The market out of the U.S. Gulf had a disappointing week during which little materialised. European trades were slow, as was the market within Asia.
Rates from the U.S. Gulf have hardly changed, signifying that demand did not ultimately increase as much over the last week as owners had been expecting. The clear winner has got to be the U.S. Gulf to east coast of South America route, since demand has been strong enough to bump freights up for 5,000 ton parcels from Houston to Santos into the region of $70/t.
Base oils are indeed among the list of enquiries this week, and are joined by more caustic and smaller parcels of acetone, styrene and aromatics.
The main loser over the week is the transatlantic route. Actual contractual nominations did not live up to the amount of tentative nominations, and owners were left with quite a bit of prompt open space. Those who were able to benefit from the situation were mostly aromatics traders. Also, several benzene cargoes were booked, the levels for which have been under $40/t.
For the rest, the tonnage supply picture is mostly the same. There is not a lot of open tonnage in the U.S. Gulf within June, and certainly very little of it that can swiftly switch from one trade lane to another. U.S. Gulf to Far East, for instance, is very short on June space, but the amount of enquiry is not overwhelming and so rates are flat.
Glycols cargoes of 3,000 tons were heard to have gone from the U.S. Gulf to China in the mid-$80s/t for example, and low $80s/t was achieved on 5,000 tons of ethylene dichloride from the U.S. Gulf to China, although that particular deal failed to materialise. Looking ahead into July, most of the regular carriers have open space into Asia at this stage.
The European coastal markets had a reasonably successful week, in spite of a major industry event in Norway that had many people away from their desks.
North Sea and Baltic business has been steady, apart from the clean petroleum markets that flaked, while southbound into the Mediterranean appears reasonably busy.
Ethanol and aromatics, along with FAME, MTBE, and ETBE, have had the most success. Rates have been mixed. The majority of cargoes into the West Mediterranean have been booked at unchanged numbers, but we have heard of business going into the East Mediterranean where some of the rates agreed have been as much as 50 percent lower than cargoes of a similar size that have been destined for non-scheduled ports.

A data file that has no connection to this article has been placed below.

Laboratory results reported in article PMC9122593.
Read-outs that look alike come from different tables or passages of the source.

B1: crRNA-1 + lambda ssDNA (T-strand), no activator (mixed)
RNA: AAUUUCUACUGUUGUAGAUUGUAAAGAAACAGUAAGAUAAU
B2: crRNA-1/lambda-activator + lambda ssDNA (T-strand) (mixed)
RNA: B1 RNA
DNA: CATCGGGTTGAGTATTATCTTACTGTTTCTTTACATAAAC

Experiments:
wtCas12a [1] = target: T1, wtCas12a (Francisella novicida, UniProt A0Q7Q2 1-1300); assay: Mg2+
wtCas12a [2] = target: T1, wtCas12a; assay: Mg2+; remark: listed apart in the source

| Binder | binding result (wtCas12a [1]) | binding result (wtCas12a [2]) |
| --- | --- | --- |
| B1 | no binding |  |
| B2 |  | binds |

Northbound appears to have quietened down a bit.
Inter-Mediterranean markets however are fairly dynamic with good levels of demand, especially from cargoes such as MTBE, methanol, caustic and FAME. Base oils have not been so active, unfortunately.
Transatlantic westbound is tight on space for the balance of June. Nonetheless, owners are timid when it comes to driving up freight levels, and so far we have not seen anything that can be classified as being higher than normal.
Europe to Far East is dull with very few mainstream products such as paraxylene or orthoxylene on the move. Base oils have featured however, as indeed they have on the Middle East Gulf route. Rates are unchanged.
Demand flopped on the domestic Asia markets, and while there have been various enquiries for styrene, MTBE, pyrolysis gasoline and paraxylene into China, the absolute volumes have been lower than normal.
The appetite to work the business firm has not been present either. High inventories are being blamed, but it could equally be a feeling that commodity prices are falling and buyers see no need to restock in such circumstances.
Base oil demand has been sporadic within Asia. Some base oil enquiries have been seen within Southeast Asia and also into the UAE and India markets but most seem to be half-hearted attempts and may well be simply rate-checking or tyre-kicking, as some refer to it as.
Asia export demand is still good, however. Methanol has been seen again looking to ship to the U.S. from China. Caustic, biodiesel, sulphuric acid, and some small parcels of solvents have been quoted into the U.S. while benzene was detected looking to ship to Europe. Rates are firm and typically well over $100/t for 5,000 ton parcels from Korea to Antwerp-Rotterdam-Amsterdam. Base oils are not active on these routes unfortunately, due to price differentials. The route from the Middle East Gulf to India is rather slow on eastbound cargoes, and open space can easily be located. Westbound, however, is tight on space and rates are stable to firm.
Adrian Brown is senior market analyst for chemicals and base oils with SSY Shipbrokers, London. Information about SSY can be found atwww.ssyonline.com. Adrian Brown, in the U.K., can be reached firstname.lastname@example.org by phone at +44 1207-507507. In the London office SSYs Jordi Maymi can be reached email@example.com +44 20 7977 7560.